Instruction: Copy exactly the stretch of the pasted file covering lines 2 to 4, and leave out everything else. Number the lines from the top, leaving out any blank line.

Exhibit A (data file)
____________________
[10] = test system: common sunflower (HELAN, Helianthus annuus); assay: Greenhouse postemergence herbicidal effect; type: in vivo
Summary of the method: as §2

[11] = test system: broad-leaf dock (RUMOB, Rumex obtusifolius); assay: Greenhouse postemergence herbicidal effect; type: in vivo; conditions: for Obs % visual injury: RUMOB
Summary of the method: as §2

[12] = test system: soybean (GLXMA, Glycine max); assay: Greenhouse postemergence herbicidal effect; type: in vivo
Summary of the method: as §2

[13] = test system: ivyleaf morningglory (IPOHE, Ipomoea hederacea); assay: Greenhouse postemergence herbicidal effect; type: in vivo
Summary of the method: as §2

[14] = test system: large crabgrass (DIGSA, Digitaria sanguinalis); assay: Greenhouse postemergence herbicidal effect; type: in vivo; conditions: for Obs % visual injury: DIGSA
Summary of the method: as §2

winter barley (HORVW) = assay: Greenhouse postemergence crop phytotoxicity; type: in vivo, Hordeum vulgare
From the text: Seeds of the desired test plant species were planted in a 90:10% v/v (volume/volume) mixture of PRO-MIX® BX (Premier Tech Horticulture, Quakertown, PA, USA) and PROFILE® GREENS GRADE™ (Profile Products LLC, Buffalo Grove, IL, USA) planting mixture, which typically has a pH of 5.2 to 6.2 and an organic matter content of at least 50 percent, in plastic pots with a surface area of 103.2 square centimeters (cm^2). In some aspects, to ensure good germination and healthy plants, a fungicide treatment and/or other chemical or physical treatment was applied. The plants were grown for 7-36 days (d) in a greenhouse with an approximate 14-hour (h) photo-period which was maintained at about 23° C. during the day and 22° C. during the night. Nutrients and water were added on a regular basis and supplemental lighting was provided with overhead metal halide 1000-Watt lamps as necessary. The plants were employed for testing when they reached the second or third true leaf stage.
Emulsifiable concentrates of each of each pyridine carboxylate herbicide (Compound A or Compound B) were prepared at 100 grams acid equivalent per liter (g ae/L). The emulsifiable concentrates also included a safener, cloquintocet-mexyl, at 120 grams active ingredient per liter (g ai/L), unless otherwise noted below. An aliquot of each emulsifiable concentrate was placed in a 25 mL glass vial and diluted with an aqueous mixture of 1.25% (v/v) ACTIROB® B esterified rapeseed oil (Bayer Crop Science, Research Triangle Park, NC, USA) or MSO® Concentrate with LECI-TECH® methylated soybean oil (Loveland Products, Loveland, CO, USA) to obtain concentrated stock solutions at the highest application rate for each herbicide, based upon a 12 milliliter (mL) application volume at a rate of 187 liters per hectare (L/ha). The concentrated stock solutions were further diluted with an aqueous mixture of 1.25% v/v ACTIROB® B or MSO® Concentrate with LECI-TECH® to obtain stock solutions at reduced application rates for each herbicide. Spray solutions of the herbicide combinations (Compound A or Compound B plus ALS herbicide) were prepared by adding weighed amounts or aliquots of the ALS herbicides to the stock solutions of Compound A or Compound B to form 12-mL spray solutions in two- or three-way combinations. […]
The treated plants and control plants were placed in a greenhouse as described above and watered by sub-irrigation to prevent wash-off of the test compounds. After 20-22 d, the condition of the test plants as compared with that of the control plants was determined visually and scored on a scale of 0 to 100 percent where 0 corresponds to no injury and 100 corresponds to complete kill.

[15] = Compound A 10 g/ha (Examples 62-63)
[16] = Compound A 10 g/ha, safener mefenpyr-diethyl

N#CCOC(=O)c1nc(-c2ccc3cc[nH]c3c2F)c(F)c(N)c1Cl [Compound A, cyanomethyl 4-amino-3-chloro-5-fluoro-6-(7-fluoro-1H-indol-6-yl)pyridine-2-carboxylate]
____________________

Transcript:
Summary of the method: as §2

[11] = test system: broad-leaf dock (RUMOB, Rumex obtusifolius); assay: Greenhouse postemergence herbicidal effect; type: in vivo; conditions: for Obs % visual injury: RUMOB
Summary of the method: as §2